to hire the person that suggested
the project, we can hire someone
else."
Public pressure forces U of
to form human rights group
WINNIPEGKCUP)—A threat to
"exterminate" an aboriginal stu-
dentat the University ofManitoba
has pushed the administration to
establish a group to deal with
campus human rights violations.
Margaret King, a fourth-year
student and member ofthe U of M
Native Students Association, said
she was threatened after taking
the parking space of another car in
a university lot January 10.
The man in the waiting car got
out and pounded on her window
calling her a "fucking bitch" and
"fucking Indian," King said. She
stayed in her locked car with the
windows rolled up until he left.
She returned to the car later
in the day and found a note which
read, in part, "Better look over
your shoulder bitch, you never
know what good citizen might exterminate you."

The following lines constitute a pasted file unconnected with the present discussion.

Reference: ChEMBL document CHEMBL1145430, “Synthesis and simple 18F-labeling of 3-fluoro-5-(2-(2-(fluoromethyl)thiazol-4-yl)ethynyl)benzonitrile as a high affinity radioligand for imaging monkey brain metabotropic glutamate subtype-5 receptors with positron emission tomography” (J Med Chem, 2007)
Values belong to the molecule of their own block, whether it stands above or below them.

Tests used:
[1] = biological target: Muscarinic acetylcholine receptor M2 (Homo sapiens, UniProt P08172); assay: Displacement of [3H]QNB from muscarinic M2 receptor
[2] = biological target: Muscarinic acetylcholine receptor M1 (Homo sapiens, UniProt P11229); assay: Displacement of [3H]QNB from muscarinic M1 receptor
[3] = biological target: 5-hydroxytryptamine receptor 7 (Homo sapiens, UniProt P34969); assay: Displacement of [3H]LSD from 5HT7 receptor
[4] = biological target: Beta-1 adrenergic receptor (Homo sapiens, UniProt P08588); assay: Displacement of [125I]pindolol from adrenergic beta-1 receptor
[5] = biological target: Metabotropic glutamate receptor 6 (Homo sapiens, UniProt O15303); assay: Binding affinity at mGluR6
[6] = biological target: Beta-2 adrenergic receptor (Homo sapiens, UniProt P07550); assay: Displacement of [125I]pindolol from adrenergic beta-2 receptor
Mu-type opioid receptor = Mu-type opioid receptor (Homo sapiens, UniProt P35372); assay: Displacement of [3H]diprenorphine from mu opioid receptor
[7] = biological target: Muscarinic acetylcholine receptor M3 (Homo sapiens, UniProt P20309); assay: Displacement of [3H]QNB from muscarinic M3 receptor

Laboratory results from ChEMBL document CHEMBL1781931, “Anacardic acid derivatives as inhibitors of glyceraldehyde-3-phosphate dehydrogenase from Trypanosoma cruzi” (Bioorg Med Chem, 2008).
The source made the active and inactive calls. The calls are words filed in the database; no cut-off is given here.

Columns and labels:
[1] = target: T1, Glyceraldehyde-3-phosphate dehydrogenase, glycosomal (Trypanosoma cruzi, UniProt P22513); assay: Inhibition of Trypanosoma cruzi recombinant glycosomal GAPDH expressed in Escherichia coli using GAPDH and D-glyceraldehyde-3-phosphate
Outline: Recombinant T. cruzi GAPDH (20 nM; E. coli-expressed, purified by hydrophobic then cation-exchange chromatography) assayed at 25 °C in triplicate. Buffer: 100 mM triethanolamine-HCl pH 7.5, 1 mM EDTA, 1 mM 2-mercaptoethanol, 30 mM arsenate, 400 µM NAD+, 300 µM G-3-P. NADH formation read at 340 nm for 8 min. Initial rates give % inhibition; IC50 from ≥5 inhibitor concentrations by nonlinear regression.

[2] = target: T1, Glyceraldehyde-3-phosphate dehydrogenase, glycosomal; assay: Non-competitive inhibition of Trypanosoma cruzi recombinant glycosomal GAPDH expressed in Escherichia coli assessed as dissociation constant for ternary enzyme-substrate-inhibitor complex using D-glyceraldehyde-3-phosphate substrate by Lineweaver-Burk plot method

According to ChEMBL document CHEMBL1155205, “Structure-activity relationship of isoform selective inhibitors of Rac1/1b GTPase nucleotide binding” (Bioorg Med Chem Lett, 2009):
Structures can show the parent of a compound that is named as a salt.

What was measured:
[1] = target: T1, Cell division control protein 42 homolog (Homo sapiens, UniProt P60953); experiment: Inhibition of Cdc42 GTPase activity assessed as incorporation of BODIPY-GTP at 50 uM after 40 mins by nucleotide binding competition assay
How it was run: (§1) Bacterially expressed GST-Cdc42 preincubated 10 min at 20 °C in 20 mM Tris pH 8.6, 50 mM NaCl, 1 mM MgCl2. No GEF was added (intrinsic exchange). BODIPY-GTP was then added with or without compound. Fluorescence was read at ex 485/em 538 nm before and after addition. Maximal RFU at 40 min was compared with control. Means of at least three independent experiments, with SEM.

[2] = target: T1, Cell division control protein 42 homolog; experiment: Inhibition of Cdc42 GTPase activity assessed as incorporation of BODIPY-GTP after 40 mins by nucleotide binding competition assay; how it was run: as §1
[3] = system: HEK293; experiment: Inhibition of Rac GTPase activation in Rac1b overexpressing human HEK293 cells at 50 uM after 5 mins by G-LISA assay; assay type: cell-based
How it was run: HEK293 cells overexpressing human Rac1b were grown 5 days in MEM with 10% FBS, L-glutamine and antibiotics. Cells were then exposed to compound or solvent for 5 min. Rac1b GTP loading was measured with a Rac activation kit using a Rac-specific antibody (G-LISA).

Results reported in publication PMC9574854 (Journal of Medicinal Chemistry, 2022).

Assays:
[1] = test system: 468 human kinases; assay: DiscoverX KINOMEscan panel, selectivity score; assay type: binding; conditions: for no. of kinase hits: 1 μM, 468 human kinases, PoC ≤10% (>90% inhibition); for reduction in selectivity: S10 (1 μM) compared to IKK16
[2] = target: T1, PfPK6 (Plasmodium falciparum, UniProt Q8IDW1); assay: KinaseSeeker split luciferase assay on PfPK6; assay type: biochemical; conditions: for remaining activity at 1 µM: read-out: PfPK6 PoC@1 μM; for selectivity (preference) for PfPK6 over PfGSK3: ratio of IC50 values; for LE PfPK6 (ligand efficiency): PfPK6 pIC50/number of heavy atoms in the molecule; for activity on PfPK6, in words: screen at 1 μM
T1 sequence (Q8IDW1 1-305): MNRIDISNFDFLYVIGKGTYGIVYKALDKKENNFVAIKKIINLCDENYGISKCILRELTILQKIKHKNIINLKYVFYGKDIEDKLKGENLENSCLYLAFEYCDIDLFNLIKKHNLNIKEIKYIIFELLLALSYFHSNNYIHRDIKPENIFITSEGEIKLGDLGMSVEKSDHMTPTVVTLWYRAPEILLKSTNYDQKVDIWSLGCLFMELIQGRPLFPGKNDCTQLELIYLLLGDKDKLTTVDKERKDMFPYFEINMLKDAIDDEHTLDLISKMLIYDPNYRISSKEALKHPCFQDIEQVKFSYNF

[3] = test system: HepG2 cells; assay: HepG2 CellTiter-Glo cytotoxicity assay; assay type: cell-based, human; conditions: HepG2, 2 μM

King has filed a complaint with
city police, who are looking for the
man.
Public pressure since King's
harassment has forced the uni
versity to look into developing a   '■"*
human rights policy, said David   _<-
Murphy, vice provost of student
affairs.
A working group made up of
students and staff will develop the
policy, he said.
Brian Fijal, head ofthe work-     *
ing group, said the group will do     ■
educational work as well as hear
grievances. Currently, there is no
mechanism todeal with complaints
of racial harassment.
Since the report on King was
publicized, the NSA has been     a
floods** with mail and phone calls.